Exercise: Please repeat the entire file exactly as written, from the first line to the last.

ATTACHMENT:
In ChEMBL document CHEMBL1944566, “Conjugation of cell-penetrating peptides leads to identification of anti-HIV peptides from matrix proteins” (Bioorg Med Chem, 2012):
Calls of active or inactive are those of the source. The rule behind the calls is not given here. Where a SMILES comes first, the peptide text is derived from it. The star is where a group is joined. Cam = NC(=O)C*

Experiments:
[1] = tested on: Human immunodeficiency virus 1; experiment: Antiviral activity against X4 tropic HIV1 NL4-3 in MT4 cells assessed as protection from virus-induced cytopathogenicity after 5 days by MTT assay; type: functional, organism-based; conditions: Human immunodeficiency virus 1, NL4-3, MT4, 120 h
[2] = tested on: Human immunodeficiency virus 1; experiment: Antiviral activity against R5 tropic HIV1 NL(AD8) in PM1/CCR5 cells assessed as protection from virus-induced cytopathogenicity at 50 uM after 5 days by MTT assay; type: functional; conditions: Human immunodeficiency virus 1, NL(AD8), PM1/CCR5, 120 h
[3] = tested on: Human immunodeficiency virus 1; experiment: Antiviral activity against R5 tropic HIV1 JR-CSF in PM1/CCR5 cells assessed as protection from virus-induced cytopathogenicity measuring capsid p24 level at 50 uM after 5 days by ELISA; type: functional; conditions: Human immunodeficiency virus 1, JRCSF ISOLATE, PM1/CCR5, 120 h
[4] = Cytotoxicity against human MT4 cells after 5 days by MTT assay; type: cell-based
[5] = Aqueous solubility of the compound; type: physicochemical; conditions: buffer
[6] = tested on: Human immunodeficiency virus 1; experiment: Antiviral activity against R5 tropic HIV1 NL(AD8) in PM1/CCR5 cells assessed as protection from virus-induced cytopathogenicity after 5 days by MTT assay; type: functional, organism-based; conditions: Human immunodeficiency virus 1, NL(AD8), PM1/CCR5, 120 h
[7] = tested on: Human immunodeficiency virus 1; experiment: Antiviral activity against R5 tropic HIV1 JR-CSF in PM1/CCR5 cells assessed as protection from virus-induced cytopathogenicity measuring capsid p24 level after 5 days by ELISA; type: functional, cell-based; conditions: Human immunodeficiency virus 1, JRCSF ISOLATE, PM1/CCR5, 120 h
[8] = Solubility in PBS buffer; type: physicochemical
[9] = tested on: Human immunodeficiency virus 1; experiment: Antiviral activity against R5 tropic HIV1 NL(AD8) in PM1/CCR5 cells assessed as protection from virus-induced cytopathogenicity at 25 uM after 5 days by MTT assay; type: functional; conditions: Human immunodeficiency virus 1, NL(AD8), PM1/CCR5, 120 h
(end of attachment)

In ChEMBL document CHEMBL1944566, “Conjugation of cell-penetrating peptides leads to identification of anti-HIV peptides from matrix proteins” (Bioorg Med Chem, 2012):
Calls of active or inactive are those of the source. The rule behind the calls is not given here. Where a SMILES comes first, the peptide text is derived from it. The star is where a group is joined. Cam = NC(=O)C*

Experiments:
[1] = tested on: Human immunodeficiency virus 1; experiment: Antiviral activity against X4 tropic HIV1 NL4-3 in MT4 cells assessed as protection from virus-induced cytopathogenicity after 5 days by MTT assay; type: functional, organism-based; conditions: Human immunodeficiency virus 1, NL4-3, MT4, 120 h
[2] = tested on: Human immunodeficiency virus 1; experiment: Antiviral activity against R5 tropic HIV1 NL(AD8) in PM1/CCR5 cells assessed as protection from virus-induced cytopathogenicity at 50 uM after 5 days by MTT assay; type: functional; conditions: Human immunodeficiency virus 1, NL(AD8), PM1/CCR5, 120 h
[3] = tested on: Human immunodeficiency virus 1; experiment: Antiviral activity against R5 tropic HIV1 JR-CSF in PM1/CCR5 cells assessed as protection from virus-induced cytopathogenicity measuring capsid p24 level at 50 uM after 5 days by ELISA; type: functional; conditions: Human immunodeficiency virus 1, JRCSF ISOLATE, PM1/CCR5, 120 h
[4] = Cytotoxicity against human MT4 cells after 5 days by MTT assay; type: cell-based
[5] = Aqueous solubility of the compound; type: physicochemical; conditions: buffer
[6] = tested on: Human immunodeficiency virus 1; experiment: Antiviral activity against R5 tropic HIV1 NL(AD8) in PM1/CCR5 cells assessed as protection from virus-induced cytopathogenicity after 5 days by MTT assay; type: functional, organism-based; conditions: Human immunodeficiency virus 1, NL(AD8), PM1/CCR5, 120 h
[7] = tested on: Human immunodeficiency virus 1; experiment: Antiviral activity against R5 tropic HIV1 JR-CSF in PM1/CCR5 cells assessed as protection from virus-induced cytopathogenicity measuring capsid p24 level after 5 days by ELISA; type: functional, cell-based; conditions: Human immunodeficiency virus 1, JRCSF ISOLATE, PM1/CCR5, 120 h
[8] = Solubility in PBS buffer; type: physicochemical
[9] = tested on: Human immunodeficiency virus 1; experiment: Antiviral activity against R5 tropic HIV1 NL(AD8) in PM1/CCR5 cells assessed as protection from virus-induced cytopathogenicity at 25 uM after 5 days by MTT assay; type: functional; conditions: Human immunodeficiency virus 1, NL(AD8), PM1/CCR5, 120 h